A bad decision was rendered recently, dismissing a consumer's claim against a furnisher who failed to perform a reasonable investigation of the consumer's dispute of the collection of a fraudulently opened account.
In Healey v. Trans Union, a decision rendered May 18, 2011, by the United States District Court for the Western District of Washington threw out a consumer's 15 U.S.C. 1681s-2(b) claim against a furnisher because the Court found that the furnisher's investigation, which was non-existent as best as I can tell, was sufficient.
Healey was the victim of identity theft. The impostor opened an account with Sprint, which eventually resulted in the fraud Sprint account being sold to DRS, a collection agency. Despite numerous disputes made by Healey to DRS regarding the fraudulent nature of the collection account, DRS continued to report the account to the credit bureaus for inclusion on Healey's credit reports.
Healey then disputed the DRS collection account to the credit bureaus, including Trans Union and Experian, pursuant to 15 U.S.C. 1681i. Apparently, Healey did not possess evidence that Trans Union forwarded the 1681i dispute to Trans Union and thus could not establish that DRS's requirement to perform a reasonable investigation of the dispute pursuant to 15 U.S.C. 1681s-2(b) was ever triggered. Thus, dismissal of the s-2(b) claim against DRS relating to the Trans Union dispute was proper.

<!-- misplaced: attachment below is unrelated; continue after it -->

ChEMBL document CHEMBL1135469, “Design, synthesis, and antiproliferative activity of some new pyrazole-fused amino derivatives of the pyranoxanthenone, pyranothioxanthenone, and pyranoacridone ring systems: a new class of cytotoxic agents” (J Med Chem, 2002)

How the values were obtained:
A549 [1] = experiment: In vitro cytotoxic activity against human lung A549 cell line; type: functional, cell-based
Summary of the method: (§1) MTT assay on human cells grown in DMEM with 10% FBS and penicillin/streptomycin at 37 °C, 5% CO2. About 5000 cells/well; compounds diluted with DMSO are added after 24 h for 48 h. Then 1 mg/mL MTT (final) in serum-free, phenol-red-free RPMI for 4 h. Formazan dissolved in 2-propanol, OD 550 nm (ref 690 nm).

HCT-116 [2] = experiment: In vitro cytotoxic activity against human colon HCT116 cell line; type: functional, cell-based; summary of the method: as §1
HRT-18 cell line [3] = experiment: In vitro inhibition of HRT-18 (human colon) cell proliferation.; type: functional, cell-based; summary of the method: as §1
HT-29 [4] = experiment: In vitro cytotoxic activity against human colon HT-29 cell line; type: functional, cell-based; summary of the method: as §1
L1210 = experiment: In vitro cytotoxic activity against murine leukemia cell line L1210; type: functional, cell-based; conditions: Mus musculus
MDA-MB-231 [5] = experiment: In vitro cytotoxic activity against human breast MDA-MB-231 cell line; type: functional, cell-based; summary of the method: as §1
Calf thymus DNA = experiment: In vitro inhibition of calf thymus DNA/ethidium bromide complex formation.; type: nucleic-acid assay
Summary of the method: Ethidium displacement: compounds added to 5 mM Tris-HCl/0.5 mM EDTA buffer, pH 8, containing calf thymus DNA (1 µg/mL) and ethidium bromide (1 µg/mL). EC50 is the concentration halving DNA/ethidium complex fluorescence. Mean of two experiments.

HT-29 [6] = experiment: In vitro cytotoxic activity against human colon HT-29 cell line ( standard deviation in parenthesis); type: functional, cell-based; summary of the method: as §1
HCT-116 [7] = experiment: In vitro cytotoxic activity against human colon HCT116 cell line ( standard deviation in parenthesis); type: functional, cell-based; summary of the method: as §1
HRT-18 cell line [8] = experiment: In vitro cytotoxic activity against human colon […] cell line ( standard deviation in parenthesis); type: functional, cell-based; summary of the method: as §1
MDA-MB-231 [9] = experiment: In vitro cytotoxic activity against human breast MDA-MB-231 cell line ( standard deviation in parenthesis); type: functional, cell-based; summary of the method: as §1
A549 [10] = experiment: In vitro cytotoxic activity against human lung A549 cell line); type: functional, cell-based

However, the dismissal of the s-2(b) claim related to the Experian dispute is another matter. There was proof that Experian complied with 1681i and forwarded the dispute to DRS. However, the Court found that summary judgment was appropriate because there was no evidence regarding what exactly DRS did to investigate and it was Healey's duty to establish that DRS' investigation was not reasonable. DRS obviously failed to include in its "investigation" a review of its own files regarding Healey's previous disputes. As a result, it is clear that DRS did not perform even the most elementary investigation of Healey's dispute to Experian regarding the DRS collection. However, the Court did not think so and, as a result, wrongly (in my opinion) granted summary judgment.
Unfortunately for Healey, it was a sad day for justice in the western district of Washington.